Feature: Tree planting turns Kenya's arid lands into "oasis of life"

Source: Xinhua| 2019-08-13 21:41:44|Editor: Shi Yinglun
Video PlayerClose

NAIROBI, Aug. 13 (Xinhua) -- When Stanley Kariuki bought half-acre land a decade ago in Kitengela, a suburb in southern Nairobi, the first thing he did was to plant trees on the farm.

Some died due to the area's semi-arid conditions and others were destroyed by Maasai pastoralists' cattle, but he did not give up. He planted more.

Today, Kariuki who finally built a house on the land does not regret as the trees have made his home a cool place amid the worsening weather pattern in arid areas due to climate change.

Apart from his family, birds are the other beneficiaries of the micro-climate created by the trees at his home.

"When I was planting the trees, my main aim was to secure land or have something grow there but it has turned out well. I feel like I am surrounded by a forest and I love the chirping of the birds that have made the trees their homes," he said.

Kariuki is among a growing number of Kenyans whose love for trees has helped turn semi-arid areas on the outskirts of Nairobi the new "oasis of life" despite climate change.

These areas include Ruai, Mlolongo, Kitengela, Ngong, Ruiru, Njiru, Katani, Syokimau, Utawala and Kamulu.

They are referred to as the bedrooms of the city because the bulk of workers live there and commute daily to Nairobi.

The once desolate lands that were mainly populated by shrubs are now teeming with all manner of trees amid the changing climate.

"When I moved to Katani five years ago, this area was very dusty and strong winds did not make things any better. But over the years, people have been planting trees," said Patrick Andero, a resident.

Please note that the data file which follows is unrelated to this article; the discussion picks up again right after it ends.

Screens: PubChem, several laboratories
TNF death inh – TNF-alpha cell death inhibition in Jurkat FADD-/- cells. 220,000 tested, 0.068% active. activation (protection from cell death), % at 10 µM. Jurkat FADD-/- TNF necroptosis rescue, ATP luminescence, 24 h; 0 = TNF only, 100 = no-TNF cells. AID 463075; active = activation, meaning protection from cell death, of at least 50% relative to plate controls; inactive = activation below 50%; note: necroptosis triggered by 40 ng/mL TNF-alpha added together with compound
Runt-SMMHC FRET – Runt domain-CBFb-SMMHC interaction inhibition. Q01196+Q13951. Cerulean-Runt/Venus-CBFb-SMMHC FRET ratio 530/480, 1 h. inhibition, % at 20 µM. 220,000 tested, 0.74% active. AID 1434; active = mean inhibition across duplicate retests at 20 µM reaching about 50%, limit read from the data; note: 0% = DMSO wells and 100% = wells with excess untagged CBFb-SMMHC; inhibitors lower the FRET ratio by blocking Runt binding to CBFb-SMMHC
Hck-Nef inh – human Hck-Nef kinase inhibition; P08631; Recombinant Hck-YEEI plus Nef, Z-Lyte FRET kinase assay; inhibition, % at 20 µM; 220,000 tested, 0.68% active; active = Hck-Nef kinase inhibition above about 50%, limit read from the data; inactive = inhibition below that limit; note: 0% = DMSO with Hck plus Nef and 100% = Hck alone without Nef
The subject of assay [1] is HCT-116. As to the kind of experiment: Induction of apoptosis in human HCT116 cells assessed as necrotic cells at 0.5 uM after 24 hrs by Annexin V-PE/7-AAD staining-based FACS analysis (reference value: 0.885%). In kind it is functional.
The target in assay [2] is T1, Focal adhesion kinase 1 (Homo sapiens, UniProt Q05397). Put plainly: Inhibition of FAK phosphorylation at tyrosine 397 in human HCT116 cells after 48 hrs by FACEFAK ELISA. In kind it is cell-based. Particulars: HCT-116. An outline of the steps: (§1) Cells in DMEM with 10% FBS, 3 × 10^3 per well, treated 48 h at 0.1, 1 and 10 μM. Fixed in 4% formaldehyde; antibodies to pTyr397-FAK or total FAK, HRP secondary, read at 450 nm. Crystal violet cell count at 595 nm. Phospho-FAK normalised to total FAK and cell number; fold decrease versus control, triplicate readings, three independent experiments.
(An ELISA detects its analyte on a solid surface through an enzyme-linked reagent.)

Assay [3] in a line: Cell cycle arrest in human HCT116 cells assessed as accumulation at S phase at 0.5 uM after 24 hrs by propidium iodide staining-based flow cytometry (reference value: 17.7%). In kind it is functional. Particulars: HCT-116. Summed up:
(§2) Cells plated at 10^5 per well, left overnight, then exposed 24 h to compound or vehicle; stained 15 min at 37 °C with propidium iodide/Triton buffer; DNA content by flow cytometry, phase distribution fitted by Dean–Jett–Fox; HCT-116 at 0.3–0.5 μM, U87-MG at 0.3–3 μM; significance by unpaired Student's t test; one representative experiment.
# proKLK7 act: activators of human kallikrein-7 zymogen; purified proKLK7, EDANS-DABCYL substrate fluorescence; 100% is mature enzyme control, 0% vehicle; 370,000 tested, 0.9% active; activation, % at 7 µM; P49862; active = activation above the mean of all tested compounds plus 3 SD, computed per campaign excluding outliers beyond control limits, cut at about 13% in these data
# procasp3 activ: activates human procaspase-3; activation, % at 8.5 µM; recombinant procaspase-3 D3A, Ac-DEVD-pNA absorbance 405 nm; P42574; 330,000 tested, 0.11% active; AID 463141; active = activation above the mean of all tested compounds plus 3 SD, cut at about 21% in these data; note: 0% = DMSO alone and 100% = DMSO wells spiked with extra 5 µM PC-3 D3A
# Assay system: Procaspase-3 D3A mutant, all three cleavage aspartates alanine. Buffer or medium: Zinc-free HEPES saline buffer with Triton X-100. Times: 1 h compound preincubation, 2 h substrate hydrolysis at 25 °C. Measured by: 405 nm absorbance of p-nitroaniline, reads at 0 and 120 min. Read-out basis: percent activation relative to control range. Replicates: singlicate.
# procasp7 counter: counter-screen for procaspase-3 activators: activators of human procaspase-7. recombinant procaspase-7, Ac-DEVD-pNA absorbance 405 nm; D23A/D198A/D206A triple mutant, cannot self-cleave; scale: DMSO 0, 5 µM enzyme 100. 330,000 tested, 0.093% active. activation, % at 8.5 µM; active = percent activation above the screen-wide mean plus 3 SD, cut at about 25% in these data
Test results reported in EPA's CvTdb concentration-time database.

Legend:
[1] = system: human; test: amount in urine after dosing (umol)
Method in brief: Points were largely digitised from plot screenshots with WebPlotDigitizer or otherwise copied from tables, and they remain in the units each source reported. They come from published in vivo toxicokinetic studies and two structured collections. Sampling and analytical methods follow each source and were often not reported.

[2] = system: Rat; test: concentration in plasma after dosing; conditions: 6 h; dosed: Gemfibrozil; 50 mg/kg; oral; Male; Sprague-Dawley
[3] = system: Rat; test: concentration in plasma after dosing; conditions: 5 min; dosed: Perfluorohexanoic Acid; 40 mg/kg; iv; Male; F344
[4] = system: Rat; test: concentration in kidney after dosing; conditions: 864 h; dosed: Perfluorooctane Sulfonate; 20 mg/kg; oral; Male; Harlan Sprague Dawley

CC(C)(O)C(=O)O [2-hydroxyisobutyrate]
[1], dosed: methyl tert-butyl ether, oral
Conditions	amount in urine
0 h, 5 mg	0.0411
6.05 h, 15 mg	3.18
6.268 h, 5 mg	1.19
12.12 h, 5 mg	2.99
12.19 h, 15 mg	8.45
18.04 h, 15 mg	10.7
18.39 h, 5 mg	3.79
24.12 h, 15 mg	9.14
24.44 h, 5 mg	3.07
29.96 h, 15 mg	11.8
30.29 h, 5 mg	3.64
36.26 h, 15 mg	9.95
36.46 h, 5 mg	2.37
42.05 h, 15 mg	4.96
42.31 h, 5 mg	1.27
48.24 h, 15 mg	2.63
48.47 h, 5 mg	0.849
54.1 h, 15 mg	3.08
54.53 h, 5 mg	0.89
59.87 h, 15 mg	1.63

The trees have not only helped act as windbreakers but also trap the dust, with trees dotting every compound in the area as people are building homes to settle there.

At Fred's Ranch in Isinya, a semi-arid area in Kajiado County, trees have turned the resort into an enviable place for family gathering.

Neatly manicured lawns complement dozens of trees at the resort to create a wonder land amid a desert.

Some of the trees doing extremely well in the semi-arid areas include bottlebrush, Melia Volkensii, Senna siamea and Terminalia brownie. Residents are also planting pawpaws, mangoes and citrus fruit trees.

Reaping from the tree planting culture in the semi-arid areas are traders selling seedlings.

"Business peaks when rains start, but in other periods, we sell most of the tree seedlings over the weekend. Each seedling goes for at least 50 shillings (0.48 U.S. dollars dollars)," said Antony Ngure, who also sells flowers.

He is among pioneer seedlings sellers in Kitengela and over the years, dozens of competitors have emerged but he says there is still business because the market is big.

Beatrice Macharia of Growth Point, an agro consultancy, noted that for many years, Kenyans were mainly tree harvesters but this has changed over time with more people planting trees thanks to increased awareness and government appeals.

"Trees create an ecosystem, a micro-climate at one's home providing a good habitat for birds and human beings, among other animals," she said.